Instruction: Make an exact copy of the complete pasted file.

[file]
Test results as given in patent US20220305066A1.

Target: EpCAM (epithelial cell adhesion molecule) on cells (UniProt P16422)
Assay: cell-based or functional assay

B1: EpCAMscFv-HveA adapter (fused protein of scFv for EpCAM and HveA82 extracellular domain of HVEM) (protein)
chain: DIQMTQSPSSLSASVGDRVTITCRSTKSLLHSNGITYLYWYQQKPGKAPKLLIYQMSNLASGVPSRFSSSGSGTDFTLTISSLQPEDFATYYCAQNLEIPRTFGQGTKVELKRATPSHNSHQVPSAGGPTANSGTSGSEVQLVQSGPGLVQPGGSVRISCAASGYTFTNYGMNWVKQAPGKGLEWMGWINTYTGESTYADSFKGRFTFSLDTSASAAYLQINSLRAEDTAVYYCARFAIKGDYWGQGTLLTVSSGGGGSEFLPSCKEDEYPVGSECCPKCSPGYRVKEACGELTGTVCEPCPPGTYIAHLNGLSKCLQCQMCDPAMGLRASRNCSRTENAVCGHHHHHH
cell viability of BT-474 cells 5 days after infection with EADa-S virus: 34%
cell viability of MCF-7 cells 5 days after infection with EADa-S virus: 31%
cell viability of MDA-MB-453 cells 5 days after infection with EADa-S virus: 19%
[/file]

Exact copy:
Test results as given in patent US20220305066A1.

Target: EpCAM (epithelial cell adhesion molecule) on cells (UniProt P16422)
Assay: cell-based or functional assay

B1: EpCAMscFv-HveA adapter (fused protein of scFv for EpCAM and HveA82 extracellular domain of HVEM) (protein)
chain: DIQMTQSPSSLSASVGDRVTITCRSTKSLLHSNGITYLYWYQQKPGKAPKLLIYQMSNLASGVPSRFSSSGSGTDFTLTISSLQPEDFATYYCAQNLEIPRTFGQGTKVELKRATPSHNSHQVPSAGGPTANSGTSGSEVQLVQSGPGLVQPGGSVRISCAASGYTFTNYGMNWVKQAPGKGLEWMGWINTYTGESTYADSFKGRFTFSLDTSASAAYLQINSLRAEDTAVYYCARFAIKGDYWGQGTLLTVSSGGGGSEFLPSCKEDEYPVGSECCPKCSPGYRVKEACGELTGTVCEPCPPGTYIAHLNGLSKCLQCQMCDPAMGLRASRNCSRTENAVCGHHHHHH
cell viability of BT-474 cells 5 days after infection with EADa-S virus: 34%
cell viability of MCF-7 cells 5 days after infection with EADa-S virus: 31%
cell viability of MDA-MB-453 cells 5 days after infection with EADa-S virus: 19%